WHEN A KENTUCKY SHERIFF'S DEPUTY was caught on camera handcuffing an 8-year-old boy with disabilities, it made national headlines. But the problem runs deeper than one overzealous officer, say ACLU attorneys who sued the deputy and the Kenton County sheriff’s office in federal court under the Fourth and 14th Amendments and the Americans with Disabilities Act.

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Schools are not set up to work well with children with disabilities, ACLU disability counsel Susan Mizner says, especially hidden disabilities such as attention deficit hyperactivity disorder (ADHD) or post-traumatic stress disorder (PTSD), so those kids are often targeted for increased discipline. African-American students with disabilities are twice as likely to be handcuffed or otherwise “mechanically” restrained as their peers, according to the Department of Education.

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About 19,000 law enforcement officers work in schools nationwide. Those “school resource officers” frequently lack the training or temperament to interact with children, especially those with disabilities, and often arrest kids for minor, noncriminal activity. “If you are used to working with a hammer, it’s hard not to view kids as nails,” Mizner says.

Such interactions with law enforcement make things worse for the children, the teachers, and the school. Aaron Kupchik, professor in the Department of Sociology and Criminal Justice at the University of Delaware, has found that schoolchildren who receive heightened punishment are more likely to drop out, less likely to be employed, and are at greater risk for incarceration. So instead of making schools safer, officers exacerbate behavior problems and greatly increase the number of children in the school-to-prison pipeline.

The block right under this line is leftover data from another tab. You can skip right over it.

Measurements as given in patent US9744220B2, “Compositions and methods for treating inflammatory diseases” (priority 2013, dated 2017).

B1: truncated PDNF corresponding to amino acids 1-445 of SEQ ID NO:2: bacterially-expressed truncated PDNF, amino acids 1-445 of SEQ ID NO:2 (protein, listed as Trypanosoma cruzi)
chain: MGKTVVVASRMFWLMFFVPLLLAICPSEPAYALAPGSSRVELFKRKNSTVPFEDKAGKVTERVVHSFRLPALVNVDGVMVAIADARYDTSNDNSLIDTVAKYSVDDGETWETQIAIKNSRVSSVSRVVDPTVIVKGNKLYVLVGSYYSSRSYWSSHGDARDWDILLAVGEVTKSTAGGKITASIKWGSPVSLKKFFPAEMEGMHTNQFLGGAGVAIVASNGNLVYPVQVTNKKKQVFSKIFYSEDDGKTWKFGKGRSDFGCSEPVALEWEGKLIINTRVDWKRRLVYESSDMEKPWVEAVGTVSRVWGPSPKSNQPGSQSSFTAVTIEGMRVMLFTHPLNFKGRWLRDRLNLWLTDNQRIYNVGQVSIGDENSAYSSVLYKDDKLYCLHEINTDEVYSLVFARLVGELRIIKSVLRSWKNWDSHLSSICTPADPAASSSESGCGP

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Anonymous

Well, the system needs the $$?

Mia

Schools don't do a good job at all with kids with disabilities, even when law enforcement isn't present. I had to pull both my kids (one autistic, one with ADHD) out of school to prevent their suicides. With law enforcement, the tendency to force conformity through fear is introduced. It's not conducive to a learning environment :(

Anonymous

Treating anyone like this is torturous. But to do THIS to a child is even greater a tortuous action as children won't able to deal with the stress.

Mary Jane Curry

I taught kids eigh learning disabilities in Birmingham, AL, ftom 1981-1985 and saw egregious treatment but as mdntal cruelty. I could not imagine a child bring handcuffed or otherwise physically restrained and I first hsd a white racist principal in a school of all Black kids. What has destroyed childrdn's human rights?

Anonymous

F#*k the Police and the whole damn American system. May the efforts of our enemy turn to ashes. I pray for the coons and racist White supremacy out of existance. Ase'!!!

Anonymous

go f yourself

Anonymous

same

Anonymous

The system is sick. The fact that we allow such people to wear the badge is appalling. Why is it so easy for the policy of the government to allow people like that man depicted in the video come to the responsibilities of that sort.

Joseph Campbell

For such children it is necessary to create special establishments, where all teachers and workers will know how to deal with such a child, and not to lock him/her in handcuffs at the first best opportunity. Children with disabilities are not criminals - they should not be handcuffed! Best, http://researchpaperwritings.net/ expert.

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